Back and Forth Translating Doubles Up the Mistakes

With machine translation back and forth translating is a simple game for searching funny translation mistakes. While it is a great way to have some fun, back translation is also often used for quality verification for both machine and human translations. There are some points behind this habit: it is a simple and easy way for translation project managers to control and monitor the translation work when they don’t understand the target language. Nonetheless, the unfortunate fact is that it actually tells very little about the translation quality.

Back translating means that first the original text (in language A) is translated to another language (language B) and after that the translation (in language B) is translated back to the original language (language A). Quickly thinking this may seem a good way to see how good the translation is. The common perception is that a correct translation should be exactly the same as the original text but only written with a different language.

In reality, it’s not that simple. Every good translation takes cultural aspects into account in a way that the tone and style of the original text corresponds the lingual environment of the target country. When the cultural and lingual differences are correctly adapted into the translated text back translation doesn’t work as an universal quality indicator. This applies to all translations whether made by a human or by a machine.

The basic principle with any translation project is that the source text should be written correctly. Text with many spelling mistakes and grammatical errors won’t translate well with a machine. This shouldn’t be a surprise. Even professional translators struggle with the dilemma of how to handle with bad original texts. Although they will probably understand what the writer is trying to say even if the text has some errors, it’s not their job to rewrite the text. If not explicitly agreed on, most professionals won’t fix the mistakes because they might as well be a conscious choice of style.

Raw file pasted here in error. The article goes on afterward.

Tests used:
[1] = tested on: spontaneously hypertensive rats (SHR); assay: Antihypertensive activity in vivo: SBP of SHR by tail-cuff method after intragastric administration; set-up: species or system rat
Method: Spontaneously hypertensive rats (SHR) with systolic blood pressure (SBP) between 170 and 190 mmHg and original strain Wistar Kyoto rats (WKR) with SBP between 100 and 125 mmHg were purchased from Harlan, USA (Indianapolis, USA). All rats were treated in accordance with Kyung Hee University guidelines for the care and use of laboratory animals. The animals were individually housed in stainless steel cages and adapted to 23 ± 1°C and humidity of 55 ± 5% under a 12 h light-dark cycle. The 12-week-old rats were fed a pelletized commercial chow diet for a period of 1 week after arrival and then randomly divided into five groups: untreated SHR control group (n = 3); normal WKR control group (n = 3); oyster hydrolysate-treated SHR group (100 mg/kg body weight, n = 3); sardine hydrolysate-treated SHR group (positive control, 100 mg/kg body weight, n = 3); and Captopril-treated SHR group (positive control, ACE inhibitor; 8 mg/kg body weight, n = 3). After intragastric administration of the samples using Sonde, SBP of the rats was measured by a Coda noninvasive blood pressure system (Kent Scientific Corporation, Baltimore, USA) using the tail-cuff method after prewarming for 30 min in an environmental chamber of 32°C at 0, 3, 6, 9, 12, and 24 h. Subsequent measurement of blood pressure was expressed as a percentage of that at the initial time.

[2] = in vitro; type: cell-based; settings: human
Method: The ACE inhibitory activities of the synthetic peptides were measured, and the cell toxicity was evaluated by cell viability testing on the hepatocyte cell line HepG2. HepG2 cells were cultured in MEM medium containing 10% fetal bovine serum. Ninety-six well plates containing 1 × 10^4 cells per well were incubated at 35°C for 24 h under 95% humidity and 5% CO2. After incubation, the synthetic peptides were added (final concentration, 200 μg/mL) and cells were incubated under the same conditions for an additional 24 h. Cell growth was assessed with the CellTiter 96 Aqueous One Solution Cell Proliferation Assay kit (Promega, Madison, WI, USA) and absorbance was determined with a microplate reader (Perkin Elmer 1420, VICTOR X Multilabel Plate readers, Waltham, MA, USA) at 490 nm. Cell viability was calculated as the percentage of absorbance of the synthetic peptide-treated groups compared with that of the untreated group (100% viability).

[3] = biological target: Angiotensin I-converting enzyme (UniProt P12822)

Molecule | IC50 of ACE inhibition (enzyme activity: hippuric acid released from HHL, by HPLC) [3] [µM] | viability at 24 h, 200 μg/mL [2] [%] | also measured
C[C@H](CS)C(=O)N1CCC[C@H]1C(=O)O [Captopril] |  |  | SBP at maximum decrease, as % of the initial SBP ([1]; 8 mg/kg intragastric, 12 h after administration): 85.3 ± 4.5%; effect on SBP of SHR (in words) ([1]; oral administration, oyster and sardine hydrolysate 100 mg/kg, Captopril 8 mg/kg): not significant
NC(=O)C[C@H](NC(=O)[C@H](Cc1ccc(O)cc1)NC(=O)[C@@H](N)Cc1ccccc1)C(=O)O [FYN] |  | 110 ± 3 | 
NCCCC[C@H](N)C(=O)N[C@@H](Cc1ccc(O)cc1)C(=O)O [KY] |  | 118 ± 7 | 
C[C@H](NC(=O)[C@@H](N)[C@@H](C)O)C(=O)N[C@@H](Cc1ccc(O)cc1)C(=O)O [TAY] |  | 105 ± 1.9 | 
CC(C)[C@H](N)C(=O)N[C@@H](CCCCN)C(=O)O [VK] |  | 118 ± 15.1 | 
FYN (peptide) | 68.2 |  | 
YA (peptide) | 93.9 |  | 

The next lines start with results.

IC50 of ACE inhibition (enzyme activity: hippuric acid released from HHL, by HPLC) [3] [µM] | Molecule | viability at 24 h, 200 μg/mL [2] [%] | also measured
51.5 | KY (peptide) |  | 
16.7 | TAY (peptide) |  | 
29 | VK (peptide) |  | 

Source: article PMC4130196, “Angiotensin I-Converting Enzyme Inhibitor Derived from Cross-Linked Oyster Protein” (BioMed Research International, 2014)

Machine translators don’t understand the text like humans do. They aren’t able to evaluate the original text and its messages. Although machine translation quality is improving with giant leaps, the truth is that it is still rarely totally flawless. Machine translation is able to deliver the main idea of a well-written, foreign text but only translation professionals can produce highest translation quality — providing that the original text is in order.

The fact that machine translation is rather good enough than perfect is the reason why raw machine translation is not suitable as source material for further translation. If the translated text has some mistakes the back translation will have even more mistakes when compared to the original text. The message may still be the same but the text will be different. All this undermines the basic idea behind back translating.

 

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One thought on “Back and Forth Translating Doubles Up the Mistakes”

  1. I completely agree with you. Back and forth translating might seem sensible but is actually a miss concept. The truth is that since every language has a unique framework and terminology, a quality translation would never seem precise when converted returning to its source. However, a term for term translation which is actually bad translation would be completely delivered in returning translation

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